A friend and colleague recently gave a sermon at his church. When I told him how well he had done on the video, he disclosed he hadn’t looked at it—and didn’t want to. He hadn’t even listened to the audio.
He has this in common with the best in the business: Any professional newscaster, actor, or performer will tell you they hate how they look and sound on camera. New research suggests there may even be a physiological reason you hate the sound of your voice.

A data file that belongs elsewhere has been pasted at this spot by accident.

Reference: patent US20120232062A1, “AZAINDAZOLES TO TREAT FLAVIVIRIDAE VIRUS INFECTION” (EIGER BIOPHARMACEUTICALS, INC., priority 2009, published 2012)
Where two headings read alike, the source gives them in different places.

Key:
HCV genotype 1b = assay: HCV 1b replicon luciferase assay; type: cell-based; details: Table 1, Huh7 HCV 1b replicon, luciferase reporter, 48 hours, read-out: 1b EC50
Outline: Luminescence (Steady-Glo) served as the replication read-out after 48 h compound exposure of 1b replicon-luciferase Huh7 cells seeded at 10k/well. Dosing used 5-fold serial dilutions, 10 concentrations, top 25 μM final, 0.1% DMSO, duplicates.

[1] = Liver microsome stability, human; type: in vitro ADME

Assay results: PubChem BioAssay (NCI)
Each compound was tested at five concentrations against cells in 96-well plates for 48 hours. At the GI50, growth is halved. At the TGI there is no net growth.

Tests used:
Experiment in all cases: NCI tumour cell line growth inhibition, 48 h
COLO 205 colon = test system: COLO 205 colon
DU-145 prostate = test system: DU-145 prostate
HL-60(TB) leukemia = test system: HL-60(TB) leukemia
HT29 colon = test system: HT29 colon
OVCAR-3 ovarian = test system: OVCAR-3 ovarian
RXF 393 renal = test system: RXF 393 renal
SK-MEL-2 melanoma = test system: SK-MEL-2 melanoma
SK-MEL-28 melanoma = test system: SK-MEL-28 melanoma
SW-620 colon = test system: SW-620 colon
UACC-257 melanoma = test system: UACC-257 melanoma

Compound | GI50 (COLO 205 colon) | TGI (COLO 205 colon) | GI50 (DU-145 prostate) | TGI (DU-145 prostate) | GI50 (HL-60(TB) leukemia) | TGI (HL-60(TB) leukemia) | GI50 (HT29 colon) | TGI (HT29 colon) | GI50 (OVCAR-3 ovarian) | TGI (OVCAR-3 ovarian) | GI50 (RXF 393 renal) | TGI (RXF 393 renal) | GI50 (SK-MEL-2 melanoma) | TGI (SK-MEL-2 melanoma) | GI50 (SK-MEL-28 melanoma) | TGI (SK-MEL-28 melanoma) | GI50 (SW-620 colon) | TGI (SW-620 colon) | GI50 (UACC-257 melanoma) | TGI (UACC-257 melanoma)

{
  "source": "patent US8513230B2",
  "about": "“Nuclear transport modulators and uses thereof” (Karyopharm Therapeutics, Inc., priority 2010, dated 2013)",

As a coach, I see it differently: If you’re lucky enough to be recorded when you speak, you have an opportunity to learn things you might never otherwise realize. If a video is available to you, watch it. Or make your own recording by rigging an ultralight camcorder or finding a pal with a smartphone.
Rather than torturing yourself with how bad you think you look, focus on the cues below; they would be hard to discern without a camera’s help. I tell my clients to look for the items on this list when they watch themselves speak:
1. Visual “ums”